Bradford coroner Dr Dominic Bell is quite right to raise concerns about the proliferation of websites that offer guidance and tips to people thinking of ending their own lives.

No doubt these "suicide sites" think they are offering some kind of valuable service to people, but those who are in such a state of mind should be given proper help, not the sort of "one-size-fits-all" information offered on the internet.

Such sites are at best misguided, if they feel they can offer better help and guidance than health professionals, and at worst malicious by fanning the flames of self-harm in vulnerable people.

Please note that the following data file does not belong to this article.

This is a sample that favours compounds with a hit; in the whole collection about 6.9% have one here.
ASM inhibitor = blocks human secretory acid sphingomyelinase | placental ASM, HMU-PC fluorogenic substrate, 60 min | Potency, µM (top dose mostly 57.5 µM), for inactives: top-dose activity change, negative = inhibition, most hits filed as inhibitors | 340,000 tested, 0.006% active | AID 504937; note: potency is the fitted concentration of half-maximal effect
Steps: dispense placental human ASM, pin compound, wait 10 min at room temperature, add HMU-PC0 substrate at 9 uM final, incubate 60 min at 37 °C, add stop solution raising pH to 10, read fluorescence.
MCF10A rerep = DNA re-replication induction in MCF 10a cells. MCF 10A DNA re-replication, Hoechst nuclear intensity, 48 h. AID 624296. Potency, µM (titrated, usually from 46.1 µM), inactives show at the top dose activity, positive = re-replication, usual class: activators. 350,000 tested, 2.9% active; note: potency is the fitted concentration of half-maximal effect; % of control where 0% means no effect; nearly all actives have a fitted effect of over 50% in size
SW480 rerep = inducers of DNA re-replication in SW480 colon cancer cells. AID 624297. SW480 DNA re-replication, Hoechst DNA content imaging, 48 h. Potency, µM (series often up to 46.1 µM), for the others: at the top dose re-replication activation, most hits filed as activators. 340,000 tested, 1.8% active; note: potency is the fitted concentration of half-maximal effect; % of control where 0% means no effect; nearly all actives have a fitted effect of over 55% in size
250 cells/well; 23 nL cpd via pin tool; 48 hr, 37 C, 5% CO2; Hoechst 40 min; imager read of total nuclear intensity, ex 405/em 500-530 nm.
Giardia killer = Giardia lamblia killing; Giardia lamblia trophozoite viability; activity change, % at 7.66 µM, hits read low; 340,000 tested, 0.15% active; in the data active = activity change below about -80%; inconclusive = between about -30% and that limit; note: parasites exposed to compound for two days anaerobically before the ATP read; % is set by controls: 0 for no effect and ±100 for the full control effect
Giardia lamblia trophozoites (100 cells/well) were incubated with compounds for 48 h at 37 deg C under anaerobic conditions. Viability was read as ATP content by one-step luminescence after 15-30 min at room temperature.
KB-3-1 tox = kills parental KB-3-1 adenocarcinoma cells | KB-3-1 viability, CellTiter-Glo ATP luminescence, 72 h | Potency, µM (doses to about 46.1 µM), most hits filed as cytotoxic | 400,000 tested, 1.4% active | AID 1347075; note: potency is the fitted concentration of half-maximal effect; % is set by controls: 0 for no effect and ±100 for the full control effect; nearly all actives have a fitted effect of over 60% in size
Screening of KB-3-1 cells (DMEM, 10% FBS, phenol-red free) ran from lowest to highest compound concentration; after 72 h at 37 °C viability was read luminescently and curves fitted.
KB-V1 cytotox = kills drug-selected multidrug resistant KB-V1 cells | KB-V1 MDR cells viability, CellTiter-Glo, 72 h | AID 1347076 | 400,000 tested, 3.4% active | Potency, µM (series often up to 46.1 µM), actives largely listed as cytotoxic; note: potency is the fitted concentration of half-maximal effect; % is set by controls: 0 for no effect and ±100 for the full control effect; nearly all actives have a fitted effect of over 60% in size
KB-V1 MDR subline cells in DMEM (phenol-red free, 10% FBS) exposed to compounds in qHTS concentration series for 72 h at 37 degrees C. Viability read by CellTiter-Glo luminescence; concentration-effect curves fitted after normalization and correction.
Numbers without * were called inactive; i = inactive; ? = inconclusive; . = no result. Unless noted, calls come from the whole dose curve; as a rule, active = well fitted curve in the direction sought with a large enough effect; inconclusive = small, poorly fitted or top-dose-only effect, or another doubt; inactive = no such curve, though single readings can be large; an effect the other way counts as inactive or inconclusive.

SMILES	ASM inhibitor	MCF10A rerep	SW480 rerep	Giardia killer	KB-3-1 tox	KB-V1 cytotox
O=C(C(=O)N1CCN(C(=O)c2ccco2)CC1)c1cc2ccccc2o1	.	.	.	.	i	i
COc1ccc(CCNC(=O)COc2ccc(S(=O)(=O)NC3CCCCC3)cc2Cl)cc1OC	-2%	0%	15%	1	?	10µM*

Like any body which professes to give advice and guidance of this nature, these sites need to be closely monitored and regulated, and if they are deemed to be potentially harmful then there should be some mechanism in place for closing them down.

Many people find themselves in a situation where they consider taking their own lives, but the last thing they need is egging on by people who run websites who know nothing about the often complex situations and factors in each individual's life.

There are many credible and highly-regarded organisations such as the Samaritans who offer impartial, helpful and informed advice, and do not have an agenda to push like some of the pro-assisted suicide organisations who run these sites.

While it is always good to make an informed decision about anything, it is also true that a little knowledge can be a dangerous thing. Anyone having suicidal thoughts must seek help and discussion from reliable, professional sources and not let irrevocable decisions be made simply by consulting the internet.